Apparently it wasn't just empty talk when Elon Musk and his cousin Lyndon Rive, CEO of SolarCity, said that "within 10 years, every SolarCity system will come with batteries from Tesla's Gigafactory". Tesla's new Powerwall home battery has barely been announced that SolarCity is already saying that it will offer it as part of its 'turnkey' system, along with solar panels and control systems.
In a blog post, Peter Rive, SolarCity's CTO, reiterated the vision that storage would soon become a default component of his systems: "Using Tesla’s suite of batteries for homes and businesses, SolarCity’s fully-installed battery and solar system costs are one-third of what they were a year ago. We expect costs to continue to decline as manufacturing scales, and over the next 5-10 years, these cost reductions will make it feasible to deploy a battery by default with all of our solar power systems."
This further reduces the need to draw power from the grid, and that's good, because the power from a house's solar panels is clean and has a marginal cost that is zero, so the more you use, especially at peak time in the evening, the better.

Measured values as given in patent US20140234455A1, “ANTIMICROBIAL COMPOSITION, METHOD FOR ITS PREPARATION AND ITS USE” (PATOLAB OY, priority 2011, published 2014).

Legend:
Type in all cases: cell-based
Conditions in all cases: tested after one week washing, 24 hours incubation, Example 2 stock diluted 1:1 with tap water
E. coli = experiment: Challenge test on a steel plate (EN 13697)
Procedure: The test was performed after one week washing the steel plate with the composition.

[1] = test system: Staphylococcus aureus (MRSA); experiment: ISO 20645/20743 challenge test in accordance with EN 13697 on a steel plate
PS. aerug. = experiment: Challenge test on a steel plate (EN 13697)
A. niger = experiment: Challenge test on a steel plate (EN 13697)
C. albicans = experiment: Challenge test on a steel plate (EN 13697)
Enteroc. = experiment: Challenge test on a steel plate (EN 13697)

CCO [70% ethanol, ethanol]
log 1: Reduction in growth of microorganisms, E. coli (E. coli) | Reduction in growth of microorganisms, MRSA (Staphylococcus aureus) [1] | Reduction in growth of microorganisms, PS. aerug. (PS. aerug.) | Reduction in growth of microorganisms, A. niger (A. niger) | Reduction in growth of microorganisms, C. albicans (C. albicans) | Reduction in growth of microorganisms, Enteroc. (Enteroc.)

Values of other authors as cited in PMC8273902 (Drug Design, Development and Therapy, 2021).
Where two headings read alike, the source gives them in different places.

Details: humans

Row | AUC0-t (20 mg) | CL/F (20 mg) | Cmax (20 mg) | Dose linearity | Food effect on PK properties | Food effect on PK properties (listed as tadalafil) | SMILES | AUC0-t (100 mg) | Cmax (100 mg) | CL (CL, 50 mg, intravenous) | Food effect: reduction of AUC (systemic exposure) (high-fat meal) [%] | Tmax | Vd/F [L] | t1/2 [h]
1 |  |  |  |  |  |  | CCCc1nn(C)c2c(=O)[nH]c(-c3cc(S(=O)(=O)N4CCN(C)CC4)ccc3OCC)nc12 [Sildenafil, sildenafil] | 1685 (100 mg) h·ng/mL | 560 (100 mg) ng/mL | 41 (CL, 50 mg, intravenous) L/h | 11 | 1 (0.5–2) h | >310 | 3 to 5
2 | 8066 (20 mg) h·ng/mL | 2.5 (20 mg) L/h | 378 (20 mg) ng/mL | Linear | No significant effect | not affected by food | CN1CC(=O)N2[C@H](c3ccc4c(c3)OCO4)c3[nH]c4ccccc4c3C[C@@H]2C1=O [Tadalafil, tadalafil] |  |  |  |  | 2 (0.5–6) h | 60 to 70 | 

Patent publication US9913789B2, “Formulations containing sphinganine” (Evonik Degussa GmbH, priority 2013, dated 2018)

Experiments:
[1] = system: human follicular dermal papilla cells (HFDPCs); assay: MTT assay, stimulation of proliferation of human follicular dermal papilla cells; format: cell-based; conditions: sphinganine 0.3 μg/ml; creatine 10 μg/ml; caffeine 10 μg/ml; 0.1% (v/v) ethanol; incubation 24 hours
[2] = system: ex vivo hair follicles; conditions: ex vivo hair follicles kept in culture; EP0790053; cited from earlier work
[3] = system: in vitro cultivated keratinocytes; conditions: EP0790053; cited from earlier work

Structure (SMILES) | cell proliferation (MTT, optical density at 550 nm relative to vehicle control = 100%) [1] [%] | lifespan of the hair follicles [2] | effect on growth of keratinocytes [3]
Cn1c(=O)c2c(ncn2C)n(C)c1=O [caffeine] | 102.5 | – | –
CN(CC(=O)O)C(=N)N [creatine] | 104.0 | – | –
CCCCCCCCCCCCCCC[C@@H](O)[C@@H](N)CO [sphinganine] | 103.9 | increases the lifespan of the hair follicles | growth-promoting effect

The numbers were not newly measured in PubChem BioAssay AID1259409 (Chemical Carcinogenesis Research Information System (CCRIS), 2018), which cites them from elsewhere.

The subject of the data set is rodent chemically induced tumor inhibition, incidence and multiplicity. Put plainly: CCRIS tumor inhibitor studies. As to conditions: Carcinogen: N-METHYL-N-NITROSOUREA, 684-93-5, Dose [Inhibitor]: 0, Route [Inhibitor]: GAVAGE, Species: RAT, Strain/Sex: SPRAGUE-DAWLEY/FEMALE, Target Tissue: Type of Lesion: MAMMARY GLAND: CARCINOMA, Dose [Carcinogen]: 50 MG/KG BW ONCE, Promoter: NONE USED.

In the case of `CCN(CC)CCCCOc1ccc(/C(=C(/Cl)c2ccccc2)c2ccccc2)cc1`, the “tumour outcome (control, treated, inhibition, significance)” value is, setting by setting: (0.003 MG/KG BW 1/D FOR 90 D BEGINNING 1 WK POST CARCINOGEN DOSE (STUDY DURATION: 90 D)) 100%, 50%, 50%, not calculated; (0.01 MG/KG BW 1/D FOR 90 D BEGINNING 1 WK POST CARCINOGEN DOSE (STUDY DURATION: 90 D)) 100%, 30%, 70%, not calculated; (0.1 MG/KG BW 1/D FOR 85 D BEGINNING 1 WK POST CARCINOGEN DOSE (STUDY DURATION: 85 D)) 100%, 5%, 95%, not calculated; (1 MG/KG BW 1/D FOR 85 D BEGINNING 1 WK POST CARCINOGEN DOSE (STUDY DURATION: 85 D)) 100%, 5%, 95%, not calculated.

The battery also provides a backup during power outages, potentially replacing noisy and dirty diesel generators.
SolarCity is currently working on building a 'solar gigafactory' in New York state to produce its own high-efficiency, low-cost solar panels, using technology from Silevo, a solar manufacturer that it recently acquired. With Tesla working on its side to reduce the battery costs with its own gigafactory in Nevada, the total system cost of residential solar isn't about to stop going lower.
Rive also writes: "Batteries distributed at homes across a region can lower the costs of maintaining the grid and new market structures designed to take full advantage of this benefit appear likely in several states. [...] I believe the best grid design is one in which utilities embrace distributed energy resources. However, when utilities and regulators impose solar-specific charges on their customers, or burden homeowners with unduly long system interconnection delays, utilities risk mass customer defection from the grid via solar battery systems."
A few years ago everybody was talking about "smart grids". We might be hearing less about them now, but they are becoming reality with this kind of stuff. It's possible to imagine a future where most roofs everywhere have solar panels, and most buildings have some batteries tucked in some corner, and most of the energy we use comes from clean, renewable sources.